Celebrate The Festival Of Lights With These Sweet And Savoury Diwali Snacks
From crunchy Murukku and fried Gujiya to decadent pink Coconut Candy, here are 10 delicious Diwali snacks
A celebration of light over darkness, Diwali is one of Malaysia’s most loved celebrations, complete with gorgeous Rangoli (patterns on the ground made with colourful rice and sand), stunning saris and of course, scrumptious snacks. With the festival just around the corner, we’ve compiled a list of 10 of our favourite Diwali treats for you to munch on this holiday season.
Also known as ‘rose cookies’, these snacks are sweetened varieties of Murukku made with the addition of eggs and sugar. Lighter and crispier than their savoury counterpart, Achu Murukku is also enjoyed during Christmas.
See also: 5 Classic Pastry Doughs & Their Uses
A variety of Halwa (sweet dessert pudding), Carrot Halwa is made from grated carrots, water, milk and sugar. Typically garnished with pistachios and almonds sautéed in ghee, this delicacy can be enjoyed hot or cold.
In a stunning shade of bright pink, coconut candy contains ingredients such as butter, coconut and milk. The fudge-like snack is traditionally made from freshly grated coconut, however this can be replaced with dried coconut if fresh coconut is not available.
Visually reminiscent of a curry puff or empanada, Gujiya is a deep fried packet of dough filled with a sweet filing comprised of khoa (milk solids), grated coconut and dried fruit. It’s exterior is made from semolina or all purpose flour and the snack is typically eaten as a dessert.
Made from milk solids and sometimes garnished with almonds and cashews, this sweet is melt-in-your-mouth soft. Gulab translates into ‘rose’, as the snack is typically soaked in rose-flavoured syrup before being served.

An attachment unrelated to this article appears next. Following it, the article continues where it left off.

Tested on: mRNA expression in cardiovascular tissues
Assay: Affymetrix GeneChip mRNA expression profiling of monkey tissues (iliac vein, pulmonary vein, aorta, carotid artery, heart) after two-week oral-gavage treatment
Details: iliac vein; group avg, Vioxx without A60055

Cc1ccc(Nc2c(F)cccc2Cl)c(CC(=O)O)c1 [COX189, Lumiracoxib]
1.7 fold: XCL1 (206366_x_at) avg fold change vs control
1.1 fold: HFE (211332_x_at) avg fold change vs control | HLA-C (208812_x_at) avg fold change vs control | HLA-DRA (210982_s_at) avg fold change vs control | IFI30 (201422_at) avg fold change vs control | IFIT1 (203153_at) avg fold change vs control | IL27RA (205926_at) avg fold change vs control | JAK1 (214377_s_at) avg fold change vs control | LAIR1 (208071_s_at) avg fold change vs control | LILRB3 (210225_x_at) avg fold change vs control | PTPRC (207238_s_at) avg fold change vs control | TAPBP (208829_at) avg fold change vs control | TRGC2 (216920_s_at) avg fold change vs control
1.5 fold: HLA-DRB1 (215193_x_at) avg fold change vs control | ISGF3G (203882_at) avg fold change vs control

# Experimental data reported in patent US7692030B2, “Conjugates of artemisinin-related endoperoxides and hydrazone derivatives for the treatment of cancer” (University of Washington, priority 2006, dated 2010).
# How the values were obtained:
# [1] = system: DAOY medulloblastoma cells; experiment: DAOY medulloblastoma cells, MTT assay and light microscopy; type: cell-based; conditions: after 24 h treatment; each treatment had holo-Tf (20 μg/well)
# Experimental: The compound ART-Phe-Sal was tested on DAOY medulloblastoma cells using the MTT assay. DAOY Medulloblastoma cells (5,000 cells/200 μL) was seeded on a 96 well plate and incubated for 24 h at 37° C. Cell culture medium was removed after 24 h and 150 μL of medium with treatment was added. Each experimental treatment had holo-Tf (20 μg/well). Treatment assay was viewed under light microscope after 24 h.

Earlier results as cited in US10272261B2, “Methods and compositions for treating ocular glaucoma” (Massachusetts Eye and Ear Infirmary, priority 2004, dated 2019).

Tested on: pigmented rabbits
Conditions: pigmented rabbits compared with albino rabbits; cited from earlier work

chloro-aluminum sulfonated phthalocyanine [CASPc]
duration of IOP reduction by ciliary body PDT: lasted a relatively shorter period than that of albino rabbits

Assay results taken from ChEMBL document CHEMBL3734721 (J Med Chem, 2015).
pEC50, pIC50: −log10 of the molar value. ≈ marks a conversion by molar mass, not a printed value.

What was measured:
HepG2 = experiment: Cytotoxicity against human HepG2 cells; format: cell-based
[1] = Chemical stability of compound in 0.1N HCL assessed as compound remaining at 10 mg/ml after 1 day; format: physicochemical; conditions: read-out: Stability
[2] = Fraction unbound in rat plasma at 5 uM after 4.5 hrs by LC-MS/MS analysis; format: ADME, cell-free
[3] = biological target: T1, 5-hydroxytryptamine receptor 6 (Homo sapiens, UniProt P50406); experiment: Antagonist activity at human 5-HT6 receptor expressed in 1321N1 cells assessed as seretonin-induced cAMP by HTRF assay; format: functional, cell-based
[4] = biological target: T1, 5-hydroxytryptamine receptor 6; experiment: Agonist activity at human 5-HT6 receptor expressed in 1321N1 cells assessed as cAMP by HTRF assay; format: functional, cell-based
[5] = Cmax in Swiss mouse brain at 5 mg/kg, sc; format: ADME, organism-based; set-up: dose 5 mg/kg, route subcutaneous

Maida (milled wheat flour) is deep fried and piped into spiral, circular shapes before being coated in a saffron sugar-syrup to make this popular Diwali snack. Sweet and chewy, Jalebi can be savoured warm or cold.
Bright orange and spherical, Laddu is made from flour, ghee and sugar, and is often stuffed with nuts, such as pistachios and almonds, or dried fruit. Though less common, Coconut Laddu is made with ground coconut and traditionally fed to warriors to wish them luck on the battlefield.
Everyone’s favourite Diwali snack, Murukku was popularised in Southern India and Sri Lanka. The spiral twists of dough are made from rice and urad dal or black lentil flour, which is mixed with spices, seeds, salt and water before being shaped and deep fried. Spicy, salty and perfectly crunchy, what’s not to love?
Made from rice flour, butter, sugar and cardamom, these bite-sized delicacies are also known as ‘ghee balls’ or ‘ghee truffles’. Sweet and aromatic, each mouthful packs a punch of flavour.
One of the more common Diwali snacks, Omapodi is made from crispy fried noodle-shaped dough seasoned with carom seeds, turmeric and cayenne. The perfect finger-food, Omapodi is considered one of the easier Diwali snacks to make.